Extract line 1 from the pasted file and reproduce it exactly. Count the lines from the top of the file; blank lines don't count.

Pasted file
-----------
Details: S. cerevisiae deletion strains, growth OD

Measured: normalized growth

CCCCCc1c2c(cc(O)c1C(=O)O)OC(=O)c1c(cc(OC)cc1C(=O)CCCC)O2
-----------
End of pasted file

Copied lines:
Details: S. cerevisiae deletion strains, growth OD